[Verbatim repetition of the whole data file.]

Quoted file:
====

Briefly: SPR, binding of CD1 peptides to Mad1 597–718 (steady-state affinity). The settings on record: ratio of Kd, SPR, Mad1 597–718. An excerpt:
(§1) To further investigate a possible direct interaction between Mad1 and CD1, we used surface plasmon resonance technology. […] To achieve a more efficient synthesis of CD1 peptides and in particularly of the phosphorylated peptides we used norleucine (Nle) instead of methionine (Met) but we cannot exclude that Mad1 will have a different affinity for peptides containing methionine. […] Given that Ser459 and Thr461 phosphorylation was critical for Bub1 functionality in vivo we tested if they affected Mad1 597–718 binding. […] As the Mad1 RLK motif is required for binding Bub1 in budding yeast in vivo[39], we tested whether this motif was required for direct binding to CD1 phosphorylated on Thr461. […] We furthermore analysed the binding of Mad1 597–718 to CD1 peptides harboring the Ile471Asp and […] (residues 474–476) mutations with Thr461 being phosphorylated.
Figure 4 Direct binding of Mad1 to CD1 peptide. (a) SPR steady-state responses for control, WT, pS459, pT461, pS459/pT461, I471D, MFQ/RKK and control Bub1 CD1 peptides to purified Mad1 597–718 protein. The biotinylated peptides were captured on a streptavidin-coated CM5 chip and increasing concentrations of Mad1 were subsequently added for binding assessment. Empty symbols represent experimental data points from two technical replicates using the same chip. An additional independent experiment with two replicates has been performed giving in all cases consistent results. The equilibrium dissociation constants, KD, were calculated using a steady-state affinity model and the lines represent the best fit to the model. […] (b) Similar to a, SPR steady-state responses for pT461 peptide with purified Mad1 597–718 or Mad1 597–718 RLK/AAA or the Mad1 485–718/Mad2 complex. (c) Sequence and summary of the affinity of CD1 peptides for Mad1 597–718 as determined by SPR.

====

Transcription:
Briefly: SPR, binding of CD1 peptides to Mad1 597–718 (steady-state affinity). The settings on record: ratio of Kd, SPR, Mad1 597–718. An excerpt:
(§1) To further investigate a possible direct interaction between Mad1 and CD1, we used surface plasmon resonance technology. […] To achieve a more efficient synthesis of CD1 peptides and in particularly of the phosphorylated peptides we used norleucine (Nle) instead of methionine (Met) but we cannot exclude that Mad1 will have a different affinity for peptides containing methionine. […] Given that Ser459 and Thr461 phosphorylation was critical for Bub1 functionality in vivo we tested if they affected Mad1 597–718 binding. […] As the Mad1 RLK motif is required for binding Bub1 in budding yeast in vivo[39], we tested whether this motif was required for direct binding to CD1 phosphorylated on Thr461. […] We furthermore analysed the binding of Mad1 597–718 to CD1 peptides harboring the Ile471Asp and […] (residues 474–476) mutations with Thr461 being phosphorylated.
Figure 4 Direct binding of Mad1 to CD1 peptide. (a) SPR steady-state responses for control, WT, pS459, pT461, pS459/pT461, I471D, MFQ/RKK and control Bub1 CD1 peptides to purified Mad1 597–718 protein. The biotinylated peptides were captured on a streptavidin-coated CM5 chip and increasing concentrations of Mad1 were subsequently added for binding assessment. Empty symbols represent experimental data points from two technical replicates using the same chip. An additional independent experiment with two replicates has been performed giving in all cases consistent results. The equilibrium dissociation constants, KD, were calculated using a steady-state affinity model and the lines represent the best fit to the model. […] (b) Similar to a, SPR steady-state responses for pT461 peptide with purified Mad1 597–718 or Mad1 597–718 RLK/AAA or the Mad1 485–718/Mad2 complex. (c) Sequence and summary of the affinity of CD1 peptides for Mad1 597–718 as determined by SPR.